Why forest microbiology.

  • J. Gardiner
Keywords: Peatlands, microbiology, soil micro-flora, micro-organisms, mycorrhizae, soil nutrients, peatland forestry, fertilisers, forest pathogens, forest protection, tree diseases, bacteria, fungal diseases, fungi.


The efficient practice of forestry rests fundamentally on its biological side; upon a knowledge of the constitution of the associations of plants and animals which form the forests and of the interrelationships between the various members of them. Thus microbiology which is essentially a laboratory subject is studied as a means to an end, and not as an end in itself. Now, any laboratory requires extensive, expensive equipment if it is to deal effectively with the problems which arise and provide a useful service. Microbiology is only an exception insofar as parts of the equipment necessaary are specific to a microbiology laborat'Ory. A very conservative estimate of the cost of equipping such a laboratory would be in the range 'of £ lOOO.and this would only provide the absolute essentials for primitive research involving plate counting and nutritional studies. The question then must naturally arise: what is the position of microbiology in forestry and is it sufficiently important to warrant this expenditure on equipment and personnel ? ...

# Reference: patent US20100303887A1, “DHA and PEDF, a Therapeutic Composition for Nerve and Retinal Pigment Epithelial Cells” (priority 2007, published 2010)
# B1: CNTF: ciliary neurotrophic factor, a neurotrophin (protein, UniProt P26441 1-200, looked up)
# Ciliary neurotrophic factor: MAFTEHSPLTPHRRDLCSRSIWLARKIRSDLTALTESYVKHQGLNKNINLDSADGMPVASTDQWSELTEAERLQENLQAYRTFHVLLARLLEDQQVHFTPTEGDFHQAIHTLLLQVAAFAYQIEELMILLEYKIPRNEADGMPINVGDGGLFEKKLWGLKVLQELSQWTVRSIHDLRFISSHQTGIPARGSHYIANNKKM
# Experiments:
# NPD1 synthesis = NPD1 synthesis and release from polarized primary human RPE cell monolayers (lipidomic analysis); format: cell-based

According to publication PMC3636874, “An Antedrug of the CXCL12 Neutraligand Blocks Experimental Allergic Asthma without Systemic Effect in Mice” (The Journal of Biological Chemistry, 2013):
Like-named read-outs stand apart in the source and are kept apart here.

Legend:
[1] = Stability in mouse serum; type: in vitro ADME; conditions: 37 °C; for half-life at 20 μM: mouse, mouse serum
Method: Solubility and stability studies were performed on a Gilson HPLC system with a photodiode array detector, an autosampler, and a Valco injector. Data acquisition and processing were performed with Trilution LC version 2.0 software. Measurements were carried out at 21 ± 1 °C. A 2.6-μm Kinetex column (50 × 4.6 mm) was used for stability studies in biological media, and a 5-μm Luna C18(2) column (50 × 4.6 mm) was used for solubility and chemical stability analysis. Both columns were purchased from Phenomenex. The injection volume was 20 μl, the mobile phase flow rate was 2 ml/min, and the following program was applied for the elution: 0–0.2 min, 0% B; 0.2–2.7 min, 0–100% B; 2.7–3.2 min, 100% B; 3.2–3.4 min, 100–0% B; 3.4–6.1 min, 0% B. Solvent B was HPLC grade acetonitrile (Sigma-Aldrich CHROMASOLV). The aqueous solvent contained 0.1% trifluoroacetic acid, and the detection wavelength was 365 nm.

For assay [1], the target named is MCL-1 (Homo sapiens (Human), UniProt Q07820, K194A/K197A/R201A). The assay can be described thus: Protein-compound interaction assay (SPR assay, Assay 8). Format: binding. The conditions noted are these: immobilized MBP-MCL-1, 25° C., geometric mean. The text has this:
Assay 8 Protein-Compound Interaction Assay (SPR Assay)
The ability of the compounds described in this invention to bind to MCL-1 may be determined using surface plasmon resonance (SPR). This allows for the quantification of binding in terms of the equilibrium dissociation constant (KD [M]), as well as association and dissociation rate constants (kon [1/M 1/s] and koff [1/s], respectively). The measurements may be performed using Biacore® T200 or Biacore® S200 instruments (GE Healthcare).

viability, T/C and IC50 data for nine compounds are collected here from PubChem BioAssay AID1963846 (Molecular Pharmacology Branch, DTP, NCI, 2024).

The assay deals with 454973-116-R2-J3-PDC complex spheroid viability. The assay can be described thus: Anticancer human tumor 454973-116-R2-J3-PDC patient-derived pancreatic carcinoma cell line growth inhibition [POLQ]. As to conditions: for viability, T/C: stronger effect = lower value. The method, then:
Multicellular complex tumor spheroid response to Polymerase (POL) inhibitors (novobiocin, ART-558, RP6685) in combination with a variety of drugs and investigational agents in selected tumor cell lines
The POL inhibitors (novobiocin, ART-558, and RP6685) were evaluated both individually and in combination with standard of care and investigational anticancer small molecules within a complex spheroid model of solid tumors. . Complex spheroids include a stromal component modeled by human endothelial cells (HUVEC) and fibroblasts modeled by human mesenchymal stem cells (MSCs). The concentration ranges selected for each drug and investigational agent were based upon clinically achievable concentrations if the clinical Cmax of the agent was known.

How to Cite
Gardiner, J. (1968) “Why forest microbiology.”, Irish Forestry. Available at: https://journal.societyofirishforesters.ie/index.php/forestry/article/view/9102 (Accessed: 18April2024).